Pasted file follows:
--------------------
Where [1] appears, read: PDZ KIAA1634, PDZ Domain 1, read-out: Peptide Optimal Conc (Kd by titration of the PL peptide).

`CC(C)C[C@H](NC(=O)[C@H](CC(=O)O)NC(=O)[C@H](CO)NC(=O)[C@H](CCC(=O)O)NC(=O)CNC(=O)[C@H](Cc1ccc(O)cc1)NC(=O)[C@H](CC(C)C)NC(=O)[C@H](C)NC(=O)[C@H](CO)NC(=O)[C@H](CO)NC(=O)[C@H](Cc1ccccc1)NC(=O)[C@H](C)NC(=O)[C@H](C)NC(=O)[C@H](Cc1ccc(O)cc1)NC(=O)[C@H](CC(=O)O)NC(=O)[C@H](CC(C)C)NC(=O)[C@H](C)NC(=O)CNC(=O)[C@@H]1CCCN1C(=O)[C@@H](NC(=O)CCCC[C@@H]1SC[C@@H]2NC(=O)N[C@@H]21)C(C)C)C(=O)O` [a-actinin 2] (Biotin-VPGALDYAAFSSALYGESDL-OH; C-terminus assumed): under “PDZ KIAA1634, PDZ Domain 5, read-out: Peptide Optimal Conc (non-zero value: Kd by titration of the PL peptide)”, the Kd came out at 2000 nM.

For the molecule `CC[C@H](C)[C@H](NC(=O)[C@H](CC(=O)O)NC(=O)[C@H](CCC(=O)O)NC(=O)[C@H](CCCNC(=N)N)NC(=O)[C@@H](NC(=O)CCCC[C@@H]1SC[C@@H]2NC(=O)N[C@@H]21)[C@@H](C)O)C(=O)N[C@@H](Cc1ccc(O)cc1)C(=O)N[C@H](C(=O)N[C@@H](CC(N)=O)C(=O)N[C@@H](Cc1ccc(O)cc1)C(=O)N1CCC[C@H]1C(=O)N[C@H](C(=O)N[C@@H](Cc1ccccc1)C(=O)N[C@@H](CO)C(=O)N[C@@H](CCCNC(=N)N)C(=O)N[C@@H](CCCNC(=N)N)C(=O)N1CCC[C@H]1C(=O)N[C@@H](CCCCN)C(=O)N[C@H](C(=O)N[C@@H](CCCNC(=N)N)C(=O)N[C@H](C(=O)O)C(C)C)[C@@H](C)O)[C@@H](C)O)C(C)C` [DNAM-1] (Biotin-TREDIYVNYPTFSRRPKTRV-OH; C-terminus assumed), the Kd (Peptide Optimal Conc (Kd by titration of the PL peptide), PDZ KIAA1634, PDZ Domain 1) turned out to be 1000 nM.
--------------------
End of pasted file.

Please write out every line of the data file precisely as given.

Where [1] appears, read: PDZ KIAA1634, PDZ Domain 1, read-out: Peptide Optimal Conc (Kd by titration of the PL peptide).

`CC(C)C[C@H](NC(=O)[C@H](CC(=O)O)NC(=O)[C@H](CO)NC(=O)[C@H](CCC(=O)O)NC(=O)CNC(=O)[C@H](Cc1ccc(O)cc1)NC(=O)[C@H](CC(C)C)NC(=O)[C@H](C)NC(=O)[C@H](CO)NC(=O)[C@H](CO)NC(=O)[C@H](Cc1ccccc1)NC(=O)[C@H](C)NC(=O)[C@H](C)NC(=O)[C@H](Cc1ccc(O)cc1)NC(=O)[C@H](CC(=O)O)NC(=O)[C@H](CC(C)C)NC(=O)[C@H](C)NC(=O)CNC(=O)[C@@H]1CCCN1C(=O)[C@@H](NC(=O)CCCC[C@@H]1SC[C@@H]2NC(=O)N[C@@H]21)C(C)C)C(=O)O` [a-actinin 2] (Biotin-VPGALDYAAFSSALYGESDL-OH; C-terminus assumed): under “PDZ KIAA1634, PDZ Domain 5, read-out: Peptide Optimal Conc (non-zero value: Kd by titration of the PL peptide)”, the Kd came out at 2000 nM.

For the molecule `CC[C@H](C)[C@H](NC(=O)[C@H](CC(=O)O)NC(=O)[C@H](CCC(=O)O)NC(=O)[C@H](CCCNC(=N)N)NC(=O)[C@@H](NC(=O)CCCC[C@@H]1SC[C@@H]2NC(=O)N[C@@H]21)[C@@H](C)O)C(=O)N[C@@H](Cc1ccc(O)cc1)C(=O)N[C@H](C(=O)N[C@@H](CC(N)=O)C(=O)N[C@@H](Cc1ccc(O)cc1)C(=O)N1CCC[C@H]1C(=O)N[C@H](C(=O)N[C@@H](Cc1ccccc1)C(=O)N[C@@H](CO)C(=O)N[C@@H](CCCNC(=N)N)C(=O)N[C@@H](CCCNC(=N)N)C(=O)N1CCC[C@H]1C(=O)N[C@@H](CCCCN)C(=O)N[C@H](C(=O)N[C@@H](CCCNC(=N)N)C(=O)N[C@H](C(=O)O)C(C)C)[C@@H](C)O)[C@@H](C)O)C(C)C` [DNAM-1] (Biotin-TREDIYVNYPTFSRRPKTRV-OH; C-terminus assumed), the Kd (Peptide Optimal Conc (Kd by titration of the PL peptide), PDZ KIAA1634, PDZ Domain 1) turned out to be 1000 nM.